Breed old, die late and leave a beautiful brain

Afraid that motherhood has made you old and boring? New studies show that midlife mothers live longer and have more brain cells.

Published March 24, 1999 8:00PM (EST)

When Virginia Woolf was told that female brains were smaller than male brains and therefore less capable, she retorted that science was infected with the patriarchal virus. For centuries, this virus not only rendered female brains unworthy of study, it also influenced medical and popular attitudes about pregnancy and motherhood.

Not that long ago, delaying motherhood to pursue work or an education was viewed with skepticism, if not outright hostility. Concerned grandmothers were likely to take an aspiring careerist aside and stage-whisper that, if she put off babies for her work -- or God forbid, an advanced degree -- her ovaries might just shrivel up. In the early part of this century, medics intimated that delaying motherhood could lead to all kinds of nervous diseases, including false or hysteric pregnancies known as "puff" babies. Teddy Roosevelt singled out mothers of big families as the ultimate role models for young women. In a 1903 presidential address, he claimed that any woman who balked at having children was a "criminal against the race" and an "object of contemptuous abhorrence."

Women can heave a collective sigh of relief that sociocultural mores about late motherhood have changed, thanks largely to the women's movement. Still, some gray-haired mothers who find themselves panting after toddlers may still wonder what shape they'll be in when their kids hit the teen years. After all, don't young mothers sail unscathed through pregnancy and the postpartum period with rubber band waists, while their older counterparts face a higher incidence of varicose veins, high blood pressure, gestational diabetes and other complications? Is early motherhood better for your body? Not necessarily, according to a series of recent studies on aging and reproduction. They suggest that it behooves women to do what growing numbers of them are doing anyway: Have children late and infrequently.

European researchers, drawing on 12 centuries of genealogical records of the British aristocracy, have shown a clear tradeoff between early childbearing and longevity. In an article published last December in Nature, two gerontologists at the University of Manchester found that women who delay having children until their 30s and 40s, and then have only one or two, are more likely to live into their 80s, 90s and beyond. Female longevity, they say, is linked to the number of children a woman has and her age at the birth of her first child. This study comes in the wake of another carried out in the Boston area by a team of Harvard researchers led by Thomas T. Perls. It showed that centenarians are four times more likely than the general population to have had their first child in their 40s.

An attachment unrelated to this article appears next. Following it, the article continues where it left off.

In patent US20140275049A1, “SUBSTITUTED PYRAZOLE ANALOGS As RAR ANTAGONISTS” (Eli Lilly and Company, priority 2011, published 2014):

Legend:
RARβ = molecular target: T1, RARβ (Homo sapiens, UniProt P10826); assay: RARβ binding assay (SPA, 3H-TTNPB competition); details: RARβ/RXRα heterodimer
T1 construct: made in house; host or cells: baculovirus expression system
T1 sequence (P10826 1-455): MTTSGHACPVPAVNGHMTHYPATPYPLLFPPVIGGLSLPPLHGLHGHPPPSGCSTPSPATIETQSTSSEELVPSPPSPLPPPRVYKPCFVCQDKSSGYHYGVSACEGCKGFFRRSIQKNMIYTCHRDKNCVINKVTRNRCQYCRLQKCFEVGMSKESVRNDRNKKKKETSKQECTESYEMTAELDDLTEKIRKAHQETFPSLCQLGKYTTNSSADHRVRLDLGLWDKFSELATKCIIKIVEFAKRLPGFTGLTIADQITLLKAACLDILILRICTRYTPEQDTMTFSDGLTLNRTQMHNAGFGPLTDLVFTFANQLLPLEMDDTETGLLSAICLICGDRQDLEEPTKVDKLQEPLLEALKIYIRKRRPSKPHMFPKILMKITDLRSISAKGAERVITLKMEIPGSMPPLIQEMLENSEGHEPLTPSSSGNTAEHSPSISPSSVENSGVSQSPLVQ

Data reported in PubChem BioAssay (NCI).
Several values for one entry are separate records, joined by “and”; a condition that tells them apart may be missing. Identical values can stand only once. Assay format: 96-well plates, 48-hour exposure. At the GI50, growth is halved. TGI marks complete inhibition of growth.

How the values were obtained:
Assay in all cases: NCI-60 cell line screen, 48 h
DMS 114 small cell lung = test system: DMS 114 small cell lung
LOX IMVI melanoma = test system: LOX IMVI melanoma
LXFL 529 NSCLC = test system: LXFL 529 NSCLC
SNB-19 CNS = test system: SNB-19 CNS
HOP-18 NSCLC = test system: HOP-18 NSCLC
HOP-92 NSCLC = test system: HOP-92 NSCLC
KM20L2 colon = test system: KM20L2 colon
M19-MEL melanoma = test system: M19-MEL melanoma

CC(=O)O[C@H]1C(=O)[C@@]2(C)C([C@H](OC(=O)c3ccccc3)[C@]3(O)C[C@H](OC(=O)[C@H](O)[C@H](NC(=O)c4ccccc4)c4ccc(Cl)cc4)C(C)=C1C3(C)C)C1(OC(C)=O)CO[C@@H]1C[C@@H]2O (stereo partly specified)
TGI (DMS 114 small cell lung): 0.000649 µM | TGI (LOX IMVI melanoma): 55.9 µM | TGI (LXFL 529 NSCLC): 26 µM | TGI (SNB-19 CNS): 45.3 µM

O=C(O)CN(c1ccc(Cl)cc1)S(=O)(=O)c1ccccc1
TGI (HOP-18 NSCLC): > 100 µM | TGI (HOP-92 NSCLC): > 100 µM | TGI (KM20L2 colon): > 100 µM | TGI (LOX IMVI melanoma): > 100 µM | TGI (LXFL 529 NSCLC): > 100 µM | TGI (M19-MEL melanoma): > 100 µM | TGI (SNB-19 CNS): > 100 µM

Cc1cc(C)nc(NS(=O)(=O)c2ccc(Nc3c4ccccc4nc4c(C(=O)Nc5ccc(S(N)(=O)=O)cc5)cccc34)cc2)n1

Consider the late Madame Jeanne Calment of Arles, France. Despite eating two pounds of chocolate a week and smoking until the age of 117 (when she reportedly stopped because she could no longer light up unaided), she managed to make it to a record-breaking 122 years. University of Georgia gerontologist Daniel Promislow speculates that her long life may well have been due, at least in part, to her having only one child.

Reading these studies, I also found myself thinking of my 80-year-old mother, who is still out on the tennis court lobbing backhands past opponents half her age. In the past, I had attributed her seemingly eternal youth to her hardy Swiss genes -- though her parents died young and looked their age. But maybe the answer lies more in my belated entrance into her life: She had me at the age of 45.

It turns out that the experience of my mother and the British noblewomen confirm the findings of studies of Drosophila fruit flies, those pesky nuisances of
college biology labs. Studies have found that flies selectively bred for longevity have fewer young, and flies selected for late fertility live longer and are more resistant to stress and disease. These studies point to a genetic link
between bearing offspring early and dying young. Older mothers should not get too smug, however: Both male and female flies prevented from mating at all live the longest. And, like the flies, childless women on average do live longer, despite a higher rate of breast and endometrial cancer. Nearly half of the British aristocrats who lived into their 80s and 90s had no children, while less than a third of women who lived only into their 50s and 60s were childless. Since they were all married, we can happily assume that, unlike the female flies, it was not celibacy that accounted for their longevity.